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Welcome to the October issue of our e-newsletter, bringing you Saferworld’s latest news, comment, analysis and resources.
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The UN's International Day of Peace was celebrated on 21 September, highlighting global efforts to achieve Sustainable Development Goal 16 which strives for a more peaceful and just world. Because of the challenges we face today, there is no better time to commit to a universal framework that puts peace, justice and inclusion at the front and centre of every country's development planning.
The challenge now is to turn high-level political commitments into reality. There are a number of steps that the international community can take to make this happen, such as mainstreaming peace policy, ensuring peace at home and abroad, supporting civil society and increasing funding commitments for peacebuilding efforts.
Saferworld, together with a range of peacebuilding organisations from around the world, released a statement that puts forward recommendations and outlines next steps towards implementing the new global framework for peace.
The International Day of Peace was an opportunity to reshape the debate on the migrant crisis, which is at risk of being dominated by xenophobic and short-sighted responses instead of those that focus on long-term solutions. An ever-narrowing definition of national interest has led to increasingly poor domestic and foreign policy choices that do little to tackle the underlying structural drivers of the violence that causes people to flee their homes.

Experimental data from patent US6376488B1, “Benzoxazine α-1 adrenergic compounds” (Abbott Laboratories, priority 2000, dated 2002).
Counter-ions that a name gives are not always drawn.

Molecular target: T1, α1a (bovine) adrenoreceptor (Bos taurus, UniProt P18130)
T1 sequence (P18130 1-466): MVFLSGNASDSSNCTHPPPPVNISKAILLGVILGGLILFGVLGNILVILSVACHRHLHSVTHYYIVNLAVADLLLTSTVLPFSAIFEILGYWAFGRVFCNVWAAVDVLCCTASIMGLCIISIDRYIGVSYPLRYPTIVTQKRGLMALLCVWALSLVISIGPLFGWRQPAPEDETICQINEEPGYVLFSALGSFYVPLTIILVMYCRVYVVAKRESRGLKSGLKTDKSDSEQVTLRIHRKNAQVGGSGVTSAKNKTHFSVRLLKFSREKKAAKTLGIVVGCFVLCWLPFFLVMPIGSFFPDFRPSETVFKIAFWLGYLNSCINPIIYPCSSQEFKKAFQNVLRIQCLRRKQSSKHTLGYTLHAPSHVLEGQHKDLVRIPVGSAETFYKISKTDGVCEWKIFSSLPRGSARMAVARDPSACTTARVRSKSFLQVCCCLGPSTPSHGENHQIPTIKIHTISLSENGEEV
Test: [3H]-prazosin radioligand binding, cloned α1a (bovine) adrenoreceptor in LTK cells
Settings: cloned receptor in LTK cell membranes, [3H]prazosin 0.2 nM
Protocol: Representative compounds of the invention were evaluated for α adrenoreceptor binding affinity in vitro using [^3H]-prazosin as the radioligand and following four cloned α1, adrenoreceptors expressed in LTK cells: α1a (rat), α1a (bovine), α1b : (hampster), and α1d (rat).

In a joint statement from the Civil Society Platform for Peacebuilding and Statebuilding, we call for greater leadership to address forced displacement and a renewed commitment to preventing conflict and sustaining peace. Making the case for a patient, long-term approach may be difficult, but it is necessary.
In the latest Justice and Peace blog, Oxfam's Deborah Hardoon reflects on the relationship between inequality, injustice and violence. Growing inequality is in itself an injustice, slowing growth and efforts to eradicate poverty. It erodes social cohesion, creating tensions that result in conflict and crime. She concludes that fighting inequality is necessary to create more peaceful and safe lives.